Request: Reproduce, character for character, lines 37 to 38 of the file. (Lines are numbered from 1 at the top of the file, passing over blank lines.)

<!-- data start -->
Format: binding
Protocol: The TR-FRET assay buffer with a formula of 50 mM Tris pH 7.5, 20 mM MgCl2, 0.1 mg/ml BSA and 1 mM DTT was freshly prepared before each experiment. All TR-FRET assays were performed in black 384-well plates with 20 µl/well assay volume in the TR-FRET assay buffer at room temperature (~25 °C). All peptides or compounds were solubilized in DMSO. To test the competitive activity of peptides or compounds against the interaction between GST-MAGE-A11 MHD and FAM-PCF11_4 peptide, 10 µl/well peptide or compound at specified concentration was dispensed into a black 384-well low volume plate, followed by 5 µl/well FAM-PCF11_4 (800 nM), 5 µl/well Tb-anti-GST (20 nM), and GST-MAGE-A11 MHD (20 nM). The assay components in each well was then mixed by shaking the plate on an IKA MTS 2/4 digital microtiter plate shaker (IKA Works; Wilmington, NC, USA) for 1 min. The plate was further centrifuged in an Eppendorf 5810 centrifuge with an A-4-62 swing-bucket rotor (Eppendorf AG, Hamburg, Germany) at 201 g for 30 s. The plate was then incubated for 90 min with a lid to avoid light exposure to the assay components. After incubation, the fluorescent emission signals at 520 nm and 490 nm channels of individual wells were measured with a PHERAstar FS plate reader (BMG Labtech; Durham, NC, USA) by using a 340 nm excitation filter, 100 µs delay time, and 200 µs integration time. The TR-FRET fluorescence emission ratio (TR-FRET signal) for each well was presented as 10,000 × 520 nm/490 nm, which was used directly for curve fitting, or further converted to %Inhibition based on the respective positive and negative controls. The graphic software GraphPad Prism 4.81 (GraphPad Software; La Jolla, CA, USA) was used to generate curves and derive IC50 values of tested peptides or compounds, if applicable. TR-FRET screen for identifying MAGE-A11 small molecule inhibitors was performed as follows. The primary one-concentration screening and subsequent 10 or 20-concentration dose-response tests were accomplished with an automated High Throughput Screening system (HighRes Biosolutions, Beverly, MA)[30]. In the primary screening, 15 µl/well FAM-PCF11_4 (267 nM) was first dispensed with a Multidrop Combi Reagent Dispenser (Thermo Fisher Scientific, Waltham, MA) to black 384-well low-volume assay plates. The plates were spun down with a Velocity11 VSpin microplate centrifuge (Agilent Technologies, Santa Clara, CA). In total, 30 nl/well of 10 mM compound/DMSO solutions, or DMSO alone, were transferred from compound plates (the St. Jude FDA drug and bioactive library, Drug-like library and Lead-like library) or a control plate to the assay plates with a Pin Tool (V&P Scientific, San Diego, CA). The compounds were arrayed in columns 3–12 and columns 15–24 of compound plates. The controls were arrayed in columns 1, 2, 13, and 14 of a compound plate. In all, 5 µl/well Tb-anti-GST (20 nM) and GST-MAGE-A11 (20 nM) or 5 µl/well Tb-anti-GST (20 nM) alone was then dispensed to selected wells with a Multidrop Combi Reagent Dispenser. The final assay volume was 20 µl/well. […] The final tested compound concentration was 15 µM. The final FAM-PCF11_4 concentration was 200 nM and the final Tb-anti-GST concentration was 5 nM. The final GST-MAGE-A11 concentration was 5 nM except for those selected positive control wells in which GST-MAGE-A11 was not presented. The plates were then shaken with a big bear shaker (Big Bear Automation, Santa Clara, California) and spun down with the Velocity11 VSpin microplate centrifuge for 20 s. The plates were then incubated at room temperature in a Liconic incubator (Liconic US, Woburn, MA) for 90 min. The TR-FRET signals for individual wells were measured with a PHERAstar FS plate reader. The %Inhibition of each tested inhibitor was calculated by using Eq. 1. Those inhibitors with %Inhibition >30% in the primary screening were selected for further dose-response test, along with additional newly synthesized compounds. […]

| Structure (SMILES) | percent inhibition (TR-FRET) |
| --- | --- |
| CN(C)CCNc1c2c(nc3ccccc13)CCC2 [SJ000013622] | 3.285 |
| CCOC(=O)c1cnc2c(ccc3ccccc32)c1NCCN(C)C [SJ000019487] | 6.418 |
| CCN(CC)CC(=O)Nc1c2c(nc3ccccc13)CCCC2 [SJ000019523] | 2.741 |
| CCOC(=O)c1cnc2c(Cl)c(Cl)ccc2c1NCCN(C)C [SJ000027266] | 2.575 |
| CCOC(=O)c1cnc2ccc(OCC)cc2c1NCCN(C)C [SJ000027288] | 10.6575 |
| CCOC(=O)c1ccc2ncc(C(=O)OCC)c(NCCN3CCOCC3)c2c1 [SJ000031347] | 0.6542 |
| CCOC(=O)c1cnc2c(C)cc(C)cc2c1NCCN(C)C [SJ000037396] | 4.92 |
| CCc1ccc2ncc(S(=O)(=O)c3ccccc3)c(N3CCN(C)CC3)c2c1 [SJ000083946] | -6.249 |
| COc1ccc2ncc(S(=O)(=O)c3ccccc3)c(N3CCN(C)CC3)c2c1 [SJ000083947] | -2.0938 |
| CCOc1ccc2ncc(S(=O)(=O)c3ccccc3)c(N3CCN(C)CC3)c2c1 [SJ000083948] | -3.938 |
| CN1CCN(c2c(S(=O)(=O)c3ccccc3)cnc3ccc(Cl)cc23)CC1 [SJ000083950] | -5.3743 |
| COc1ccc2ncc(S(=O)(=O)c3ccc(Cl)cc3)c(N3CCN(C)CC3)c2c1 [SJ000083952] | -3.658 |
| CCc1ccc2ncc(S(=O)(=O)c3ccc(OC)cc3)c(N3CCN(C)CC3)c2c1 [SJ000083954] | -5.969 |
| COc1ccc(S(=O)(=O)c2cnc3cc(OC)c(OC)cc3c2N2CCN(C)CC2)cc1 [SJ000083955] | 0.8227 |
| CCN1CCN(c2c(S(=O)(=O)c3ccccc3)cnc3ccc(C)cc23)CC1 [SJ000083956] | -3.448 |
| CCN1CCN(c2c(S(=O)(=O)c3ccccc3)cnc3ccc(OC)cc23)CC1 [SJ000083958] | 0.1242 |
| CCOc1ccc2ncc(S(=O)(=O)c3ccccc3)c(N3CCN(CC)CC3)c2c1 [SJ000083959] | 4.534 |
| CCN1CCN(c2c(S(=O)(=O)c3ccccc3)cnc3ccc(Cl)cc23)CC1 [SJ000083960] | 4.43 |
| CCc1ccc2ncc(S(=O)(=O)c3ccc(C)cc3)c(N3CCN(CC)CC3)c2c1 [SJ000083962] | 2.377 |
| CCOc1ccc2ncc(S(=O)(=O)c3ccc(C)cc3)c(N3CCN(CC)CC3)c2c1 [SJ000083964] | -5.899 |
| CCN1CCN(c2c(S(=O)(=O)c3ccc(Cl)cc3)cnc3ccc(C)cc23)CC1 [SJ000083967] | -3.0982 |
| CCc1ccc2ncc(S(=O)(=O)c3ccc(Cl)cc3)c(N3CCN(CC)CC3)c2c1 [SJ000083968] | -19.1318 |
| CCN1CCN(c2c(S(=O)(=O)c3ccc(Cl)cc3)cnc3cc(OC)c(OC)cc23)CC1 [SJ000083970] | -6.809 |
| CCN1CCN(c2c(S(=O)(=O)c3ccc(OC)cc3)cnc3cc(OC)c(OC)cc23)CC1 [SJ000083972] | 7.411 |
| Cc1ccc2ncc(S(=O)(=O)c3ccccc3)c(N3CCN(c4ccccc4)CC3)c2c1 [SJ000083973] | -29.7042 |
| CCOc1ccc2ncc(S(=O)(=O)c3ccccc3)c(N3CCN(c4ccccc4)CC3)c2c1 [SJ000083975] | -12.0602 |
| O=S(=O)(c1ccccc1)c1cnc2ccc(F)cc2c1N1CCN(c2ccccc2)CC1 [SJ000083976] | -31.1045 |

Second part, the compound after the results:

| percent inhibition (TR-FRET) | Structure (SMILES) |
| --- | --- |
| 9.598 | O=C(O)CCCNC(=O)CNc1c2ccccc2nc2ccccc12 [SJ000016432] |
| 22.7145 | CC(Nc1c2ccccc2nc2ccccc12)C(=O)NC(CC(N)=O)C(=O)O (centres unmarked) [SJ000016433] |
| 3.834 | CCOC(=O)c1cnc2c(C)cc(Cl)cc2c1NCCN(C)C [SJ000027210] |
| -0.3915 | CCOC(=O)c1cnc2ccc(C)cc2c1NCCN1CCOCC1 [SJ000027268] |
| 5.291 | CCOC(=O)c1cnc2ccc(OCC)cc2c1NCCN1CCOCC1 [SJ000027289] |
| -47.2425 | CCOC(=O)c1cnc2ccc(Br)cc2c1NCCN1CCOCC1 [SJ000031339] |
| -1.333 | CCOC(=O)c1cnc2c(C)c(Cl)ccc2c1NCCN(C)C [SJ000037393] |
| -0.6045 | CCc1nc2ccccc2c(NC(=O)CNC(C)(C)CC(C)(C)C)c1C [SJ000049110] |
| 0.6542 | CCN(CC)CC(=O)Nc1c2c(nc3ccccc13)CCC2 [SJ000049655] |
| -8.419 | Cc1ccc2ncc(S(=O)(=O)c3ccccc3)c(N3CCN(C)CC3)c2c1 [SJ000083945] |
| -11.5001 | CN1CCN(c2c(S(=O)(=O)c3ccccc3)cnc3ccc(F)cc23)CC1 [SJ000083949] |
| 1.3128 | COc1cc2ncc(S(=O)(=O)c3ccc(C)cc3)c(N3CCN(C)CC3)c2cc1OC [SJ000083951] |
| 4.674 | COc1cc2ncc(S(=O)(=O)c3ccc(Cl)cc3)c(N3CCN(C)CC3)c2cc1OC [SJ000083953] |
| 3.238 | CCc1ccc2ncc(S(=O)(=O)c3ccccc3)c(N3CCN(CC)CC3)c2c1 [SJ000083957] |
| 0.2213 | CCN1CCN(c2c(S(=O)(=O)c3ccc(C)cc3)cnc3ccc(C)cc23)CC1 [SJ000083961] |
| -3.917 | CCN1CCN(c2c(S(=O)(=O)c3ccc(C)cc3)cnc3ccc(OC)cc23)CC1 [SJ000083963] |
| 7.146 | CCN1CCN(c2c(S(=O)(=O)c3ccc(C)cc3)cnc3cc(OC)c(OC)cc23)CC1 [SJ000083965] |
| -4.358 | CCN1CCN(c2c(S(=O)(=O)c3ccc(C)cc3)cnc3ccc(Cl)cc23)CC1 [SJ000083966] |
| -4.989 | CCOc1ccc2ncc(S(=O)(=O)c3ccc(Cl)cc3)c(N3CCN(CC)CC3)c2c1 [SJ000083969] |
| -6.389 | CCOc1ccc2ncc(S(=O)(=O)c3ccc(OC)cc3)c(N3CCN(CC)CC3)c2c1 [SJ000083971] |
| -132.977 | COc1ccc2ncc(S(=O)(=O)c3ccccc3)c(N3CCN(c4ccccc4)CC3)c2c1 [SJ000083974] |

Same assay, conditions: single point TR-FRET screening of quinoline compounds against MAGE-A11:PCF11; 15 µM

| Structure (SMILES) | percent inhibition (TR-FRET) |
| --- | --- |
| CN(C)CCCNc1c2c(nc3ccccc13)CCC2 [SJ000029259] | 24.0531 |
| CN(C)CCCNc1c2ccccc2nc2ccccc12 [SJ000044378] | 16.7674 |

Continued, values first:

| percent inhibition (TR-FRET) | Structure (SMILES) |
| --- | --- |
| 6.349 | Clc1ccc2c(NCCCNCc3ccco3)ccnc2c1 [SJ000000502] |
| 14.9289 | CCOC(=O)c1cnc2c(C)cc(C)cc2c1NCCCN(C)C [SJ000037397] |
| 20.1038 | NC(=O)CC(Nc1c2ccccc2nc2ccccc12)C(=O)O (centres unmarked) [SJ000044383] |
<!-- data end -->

| 3.834 | CCOC(=O)c1cnc2c(C)cc(Cl)cc2c1NCCN(C)C [SJ000027210] |
| -0.3915 | CCOC(=O)c1cnc2ccc(C)cc2c1NCCN1CCOCC1 [SJ000027268] |